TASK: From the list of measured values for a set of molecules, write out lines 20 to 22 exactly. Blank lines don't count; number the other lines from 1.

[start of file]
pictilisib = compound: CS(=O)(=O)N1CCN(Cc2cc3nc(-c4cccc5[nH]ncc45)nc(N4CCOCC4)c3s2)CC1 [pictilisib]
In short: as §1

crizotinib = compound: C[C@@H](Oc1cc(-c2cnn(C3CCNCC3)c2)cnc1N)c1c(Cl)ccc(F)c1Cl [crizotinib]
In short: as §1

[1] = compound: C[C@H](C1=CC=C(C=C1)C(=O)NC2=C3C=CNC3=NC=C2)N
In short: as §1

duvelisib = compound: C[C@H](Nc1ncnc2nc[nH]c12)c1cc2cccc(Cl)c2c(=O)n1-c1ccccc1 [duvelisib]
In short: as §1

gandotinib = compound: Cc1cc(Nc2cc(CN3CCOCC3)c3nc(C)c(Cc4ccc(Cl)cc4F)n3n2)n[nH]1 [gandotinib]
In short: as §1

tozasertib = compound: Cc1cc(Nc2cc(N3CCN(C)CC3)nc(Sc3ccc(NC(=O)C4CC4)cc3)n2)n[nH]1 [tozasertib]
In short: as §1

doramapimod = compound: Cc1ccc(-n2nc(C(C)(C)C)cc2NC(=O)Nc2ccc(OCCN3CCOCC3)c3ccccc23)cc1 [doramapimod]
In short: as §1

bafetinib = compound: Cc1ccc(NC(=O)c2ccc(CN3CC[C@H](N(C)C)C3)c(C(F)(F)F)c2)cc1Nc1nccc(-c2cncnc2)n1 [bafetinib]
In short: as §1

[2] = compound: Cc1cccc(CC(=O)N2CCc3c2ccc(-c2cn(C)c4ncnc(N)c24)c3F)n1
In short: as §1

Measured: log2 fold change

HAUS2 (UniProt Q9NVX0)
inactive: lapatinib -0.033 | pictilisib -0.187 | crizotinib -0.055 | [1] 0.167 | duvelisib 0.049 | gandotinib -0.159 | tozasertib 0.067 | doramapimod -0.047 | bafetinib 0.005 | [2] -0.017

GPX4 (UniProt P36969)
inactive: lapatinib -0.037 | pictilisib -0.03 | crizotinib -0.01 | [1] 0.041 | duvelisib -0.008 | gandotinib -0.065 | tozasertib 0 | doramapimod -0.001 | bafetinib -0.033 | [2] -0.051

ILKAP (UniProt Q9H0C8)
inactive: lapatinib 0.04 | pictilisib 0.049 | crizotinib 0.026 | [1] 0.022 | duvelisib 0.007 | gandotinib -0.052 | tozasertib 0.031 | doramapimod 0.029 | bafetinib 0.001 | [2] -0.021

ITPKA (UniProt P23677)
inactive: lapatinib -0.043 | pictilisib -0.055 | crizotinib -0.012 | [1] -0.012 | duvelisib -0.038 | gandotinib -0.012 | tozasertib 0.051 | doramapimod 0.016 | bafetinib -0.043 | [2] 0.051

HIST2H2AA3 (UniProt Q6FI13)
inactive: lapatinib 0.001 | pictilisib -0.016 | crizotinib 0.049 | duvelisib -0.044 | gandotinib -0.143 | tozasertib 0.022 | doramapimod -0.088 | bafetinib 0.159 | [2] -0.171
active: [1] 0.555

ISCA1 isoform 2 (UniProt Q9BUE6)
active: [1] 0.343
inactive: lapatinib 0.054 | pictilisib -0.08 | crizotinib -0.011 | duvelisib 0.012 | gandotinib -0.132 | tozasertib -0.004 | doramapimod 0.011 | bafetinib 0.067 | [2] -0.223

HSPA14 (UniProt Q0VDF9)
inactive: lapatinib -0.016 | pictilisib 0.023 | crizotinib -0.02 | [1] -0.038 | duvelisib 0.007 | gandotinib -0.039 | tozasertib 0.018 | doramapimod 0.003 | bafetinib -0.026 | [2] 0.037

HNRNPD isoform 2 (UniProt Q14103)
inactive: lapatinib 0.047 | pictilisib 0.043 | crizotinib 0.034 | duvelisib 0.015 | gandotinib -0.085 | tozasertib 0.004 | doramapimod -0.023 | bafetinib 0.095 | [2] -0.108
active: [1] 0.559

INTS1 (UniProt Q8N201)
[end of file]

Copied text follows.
HAUS2 (UniProt Q9NVX0)
inactive: lapatinib -0.033 | pictilisib -0.187 | crizotinib -0.055 | [1] 0.167 | duvelisib 0.049 | gandotinib -0.159 | tozasertib 0.067 | doramapimod -0.047 | bafetinib 0.005 | [2] -0.017

GPX4 (UniProt P36969)